The bomb attack on the UN headquarters in Baghdad has revived proposals for the deployment of international troops in Iraq. Behind the scenes at the Security Council in New York, the horse-trading has begun on a new resolution that would allow countries that had previously rejected the war to send their own troops to assist in the occupation of Iraq.
With the US facing mounting resistance to its occupation and a rising number of American fatalities, demands in Washington for international support have grown louder. In his last radio address, President Bush announced that there would be more foreign troops in Iraq and in future the UN would have a more a critical role.
The discussion presently centres on the possible deployment of contingents from Turkey, India and Pakistan. According to press reports, the Turkish government and army leadership have already agreed to send 10,000 soldiers to Iraq, who will later be supplemented by an additional 30,000. However, this decision has yet to overcome the parliamentary hurdle, where there are serious reservations inside the majority party, the AKP. A large majority of the Turkish population rejects any participation in the Iraqi occupation.
Political experts agree that it will eventually come down to NATO participation, including the involvement of German and French troops. “As the situation presents itself now,” the German newsweekly Der Spiegel commented, the Social Democratic-Green Party coalition in Berlin “can hardly reach any other conclusion than to assist its most important ally on the military level as well.”
The dispute over whether to make such a military commitment revolves around what political, economic and military concessions the US will have to make in return.
France, Germany and Russia insist on the US relinquishing authority as an occupying power—along with its monopoly over the oil revenues and the lucrative contracts for the reconstruction of the country—at least in part to the UN. So far, the role of the UN has been limited to purely humanitarian tasks. Moreover, Paris, Berlin and Moscow are calling for an interim government—which, unlike the present Governing Council, would not be handpicked by the US—and for elections as soon as possible.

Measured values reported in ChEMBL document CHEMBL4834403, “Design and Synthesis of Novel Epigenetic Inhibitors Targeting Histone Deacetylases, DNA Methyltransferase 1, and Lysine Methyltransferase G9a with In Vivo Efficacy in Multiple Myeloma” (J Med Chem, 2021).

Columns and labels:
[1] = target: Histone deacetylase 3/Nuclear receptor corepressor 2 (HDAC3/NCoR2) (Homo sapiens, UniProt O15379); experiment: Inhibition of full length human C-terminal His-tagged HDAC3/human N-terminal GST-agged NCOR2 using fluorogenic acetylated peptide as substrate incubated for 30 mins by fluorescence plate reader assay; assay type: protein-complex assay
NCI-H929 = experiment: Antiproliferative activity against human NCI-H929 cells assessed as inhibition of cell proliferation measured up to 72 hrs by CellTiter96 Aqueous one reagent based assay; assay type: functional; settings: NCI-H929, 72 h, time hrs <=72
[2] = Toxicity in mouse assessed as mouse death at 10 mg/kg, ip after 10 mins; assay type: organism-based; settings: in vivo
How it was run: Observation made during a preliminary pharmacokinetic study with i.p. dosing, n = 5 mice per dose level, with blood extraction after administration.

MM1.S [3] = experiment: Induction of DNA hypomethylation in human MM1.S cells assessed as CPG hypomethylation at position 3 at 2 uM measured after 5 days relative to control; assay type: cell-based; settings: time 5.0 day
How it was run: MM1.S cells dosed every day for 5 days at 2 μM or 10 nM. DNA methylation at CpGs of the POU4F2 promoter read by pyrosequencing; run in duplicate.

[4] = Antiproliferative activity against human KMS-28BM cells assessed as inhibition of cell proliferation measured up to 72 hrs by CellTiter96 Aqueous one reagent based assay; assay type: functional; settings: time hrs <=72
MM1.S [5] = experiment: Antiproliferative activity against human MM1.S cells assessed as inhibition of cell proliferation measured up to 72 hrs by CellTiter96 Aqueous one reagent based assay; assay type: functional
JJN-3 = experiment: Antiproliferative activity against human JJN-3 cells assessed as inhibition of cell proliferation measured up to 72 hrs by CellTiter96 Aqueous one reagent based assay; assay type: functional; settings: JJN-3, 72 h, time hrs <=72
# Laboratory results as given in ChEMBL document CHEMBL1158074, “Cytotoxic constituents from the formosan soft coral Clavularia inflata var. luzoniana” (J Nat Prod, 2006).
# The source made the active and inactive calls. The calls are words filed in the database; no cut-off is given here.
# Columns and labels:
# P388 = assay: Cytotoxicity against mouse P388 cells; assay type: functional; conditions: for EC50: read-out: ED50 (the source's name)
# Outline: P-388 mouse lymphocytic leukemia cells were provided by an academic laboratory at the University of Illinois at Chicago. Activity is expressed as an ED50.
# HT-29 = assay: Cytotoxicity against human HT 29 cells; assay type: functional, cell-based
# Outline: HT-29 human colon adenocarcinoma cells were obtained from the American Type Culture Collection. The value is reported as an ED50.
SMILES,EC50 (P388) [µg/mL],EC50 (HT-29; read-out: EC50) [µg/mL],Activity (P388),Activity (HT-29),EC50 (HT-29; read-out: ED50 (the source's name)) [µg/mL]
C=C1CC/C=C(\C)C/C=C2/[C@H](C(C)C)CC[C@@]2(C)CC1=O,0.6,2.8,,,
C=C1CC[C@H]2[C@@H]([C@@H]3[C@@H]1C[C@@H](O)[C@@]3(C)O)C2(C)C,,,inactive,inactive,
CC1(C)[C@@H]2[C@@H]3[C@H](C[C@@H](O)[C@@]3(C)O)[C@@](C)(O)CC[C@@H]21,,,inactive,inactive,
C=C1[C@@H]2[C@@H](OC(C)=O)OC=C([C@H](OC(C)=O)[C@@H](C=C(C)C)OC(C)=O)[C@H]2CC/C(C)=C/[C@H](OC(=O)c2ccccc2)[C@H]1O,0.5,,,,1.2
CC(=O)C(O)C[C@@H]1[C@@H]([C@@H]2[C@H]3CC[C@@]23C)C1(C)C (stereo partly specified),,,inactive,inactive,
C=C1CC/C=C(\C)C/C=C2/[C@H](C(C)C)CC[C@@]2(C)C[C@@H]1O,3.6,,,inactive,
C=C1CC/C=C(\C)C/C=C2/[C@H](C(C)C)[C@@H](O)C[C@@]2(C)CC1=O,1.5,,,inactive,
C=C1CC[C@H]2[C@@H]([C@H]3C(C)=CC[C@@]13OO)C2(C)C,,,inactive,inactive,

The US wants to give up as little political and economic authority as possible and insists on keeping complete control of the military command. Secretary of State Colin Powell said that he would not agree to a shared military command. Any additional troops would have to be subordinate to the American supreme command.Germany, France and the UN
As before the war, Germany and France are cooperating closely on their policy toward Iraq. The German government has adopted a reserved attitude in public, while the French have taken on the role of spokesman. Last week, French Foreign Minister Dominique de Villepin and his German colleague Joschka Fischer met in Paris to coordinate their attitude following the attack on the UN. The following day, in an interview with Le Monde, de Villepin sharply criticised America’s Iraq policy.
It is now time “to move from the logic of occupation to the political logic of re-establishing Iraqi sovereignty,” he said. “I do not believe that one can achieve anything by simply declaring war on terrorism and stressing security issues—even if one must obviously undertake everything in this area. I believe one must give priority to political measures that aim at returning control to the Iraqis concerning their own fate.”
De Villepin insisted that the Governing Council be transformed into a “real provisional government” that could act independently and prepare elections to a Constituent Assembly by the end of the year. The legitimacy of such a provisional government could only be ensured through the United Nations and through all the countries of the region, as well as by organisations like the Arab League and the Organisation of the Islamic Conference (OIC), he stressed—in a clear swipe at the US.
The German and French media are striving to present the UN as a “power for peace,” legitimised by the will of the “world community,” while insisting that, as an occupying power, the US lacks such legitimacy. Following the attack on the UN, the Sueddeutsche Zeitung emphasised the “neutrality and non-partisan nature of the world organisation,” which comes to “aid and not to occupy” the Iraqi people.
The UN special envoy, Sergio Vieira de Mello, who died in the attack, was praised effusively as a “man of peace.” Le Monde claimed de Mello, contrary to the US, had succeeded in winning “the hearts and minds” of the Iraqis. “It is not an exaggeration to say that his role was to initiate the only positive development in Iraq since the end of the war and the fall of Saddam Hussein,” the newspaper declared.